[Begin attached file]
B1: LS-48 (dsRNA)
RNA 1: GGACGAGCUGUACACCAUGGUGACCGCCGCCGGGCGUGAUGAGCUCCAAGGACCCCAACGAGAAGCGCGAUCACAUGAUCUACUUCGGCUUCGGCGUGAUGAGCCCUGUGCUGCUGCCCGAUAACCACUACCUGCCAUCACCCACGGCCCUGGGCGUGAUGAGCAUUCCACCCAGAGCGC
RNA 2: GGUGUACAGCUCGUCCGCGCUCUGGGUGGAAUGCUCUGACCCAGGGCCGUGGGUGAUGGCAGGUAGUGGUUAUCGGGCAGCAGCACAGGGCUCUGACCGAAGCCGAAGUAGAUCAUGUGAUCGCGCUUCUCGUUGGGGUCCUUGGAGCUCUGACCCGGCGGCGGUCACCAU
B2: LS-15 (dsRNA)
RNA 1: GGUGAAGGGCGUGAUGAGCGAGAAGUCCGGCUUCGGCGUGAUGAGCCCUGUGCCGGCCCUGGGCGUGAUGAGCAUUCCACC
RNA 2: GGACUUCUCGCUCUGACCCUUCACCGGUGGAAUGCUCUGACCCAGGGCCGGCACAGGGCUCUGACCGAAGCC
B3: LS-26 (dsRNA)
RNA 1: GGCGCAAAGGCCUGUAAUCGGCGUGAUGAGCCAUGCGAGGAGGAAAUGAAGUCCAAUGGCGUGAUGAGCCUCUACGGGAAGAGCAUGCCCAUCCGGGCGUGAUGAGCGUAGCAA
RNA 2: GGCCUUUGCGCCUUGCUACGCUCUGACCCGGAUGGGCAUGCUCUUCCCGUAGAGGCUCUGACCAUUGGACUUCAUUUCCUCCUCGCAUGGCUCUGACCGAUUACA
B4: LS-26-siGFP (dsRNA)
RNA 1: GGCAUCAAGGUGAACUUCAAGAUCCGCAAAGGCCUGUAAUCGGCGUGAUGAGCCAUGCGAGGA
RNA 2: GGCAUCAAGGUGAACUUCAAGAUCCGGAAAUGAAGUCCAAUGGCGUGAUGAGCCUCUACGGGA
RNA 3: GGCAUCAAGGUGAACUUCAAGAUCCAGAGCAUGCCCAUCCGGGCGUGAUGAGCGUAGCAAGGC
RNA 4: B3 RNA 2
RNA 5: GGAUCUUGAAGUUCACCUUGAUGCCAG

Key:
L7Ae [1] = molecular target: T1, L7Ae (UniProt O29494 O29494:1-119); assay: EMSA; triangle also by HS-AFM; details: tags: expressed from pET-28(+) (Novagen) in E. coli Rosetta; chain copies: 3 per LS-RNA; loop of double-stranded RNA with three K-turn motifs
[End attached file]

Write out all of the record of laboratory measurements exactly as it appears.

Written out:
B1: LS-48 (dsRNA)
RNA 1: GGACGAGCUGUACACCAUGGUGACCGCCGCCGGGCGUGAUGAGCUCCAAGGACCCCAACGAGAAGCGCGAUCACAUGAUCUACUUCGGCUUCGGCGUGAUGAGCCCUGUGCUGCUGCCCGAUAACCACUACCUGCCAUCACCCACGGCCCUGGGCGUGAUGAGCAUUCCACCCAGAGCGC
RNA 2: GGUGUACAGCUCGUCCGCGCUCUGGGUGGAAUGCUCUGACCCAGGGCCGUGGGUGAUGGCAGGUAGUGGUUAUCGGGCAGCAGCACAGGGCUCUGACCGAAGCCGAAGUAGAUCAUGUGAUCGCGCUUCUCGUUGGGGUCCUUGGAGCUCUGACCCGGCGGCGGUCACCAU
B2: LS-15 (dsRNA)
RNA 1: GGUGAAGGGCGUGAUGAGCGAGAAGUCCGGCUUCGGCGUGAUGAGCCCUGUGCCGGCCCUGGGCGUGAUGAGCAUUCCACC
RNA 2: GGACUUCUCGCUCUGACCCUUCACCGGUGGAAUGCUCUGACCCAGGGCCGGCACAGGGCUCUGACCGAAGCC
B3: LS-26 (dsRNA)
RNA 1: GGCGCAAAGGCCUGUAAUCGGCGUGAUGAGCCAUGCGAGGAGGAAAUGAAGUCCAAUGGCGUGAUGAGCCUCUACGGGAAGAGCAUGCCCAUCCGGGCGUGAUGAGCGUAGCAA
RNA 2: GGCCUUUGCGCCUUGCUACGCUCUGACCCGGAUGGGCAUGCUCUUCCCGUAGAGGCUCUGACCAUUGGACUUCAUUUCCUCCUCGCAUGGCUCUGACCGAUUACA
B4: LS-26-siGFP (dsRNA)
RNA 1: GGCAUCAAGGUGAACUUCAAGAUCCGCAAAGGCCUGUAAUCGGCGUGAUGAGCCAUGCGAGGA
RNA 2: GGCAUCAAGGUGAACUUCAAGAUCCGGAAAUGAAGUCCAAUGGCGUGAUGAGCCUCUACGGGA
RNA 3: GGCAUCAAGGUGAACUUCAAGAUCCAGAGCAUGCCCAUCCGGGCGUGAUGAGCGUAGCAAGGC
RNA 4: B3 RNA 2
RNA 5: GGAUCUUGAAGUUCACCUUGAUGCCAG

Key:
L7Ae [1] = molecular target: T1, L7Ae (UniProt O29494 O29494:1-119); assay: EMSA; triangle also by HS-AFM; details: tags: expressed from pET-28(+) (Novagen) in E. coli Rosetta; chain copies: 3 per LS-RNA; loop of double-stranded RNA with three K-turn motifs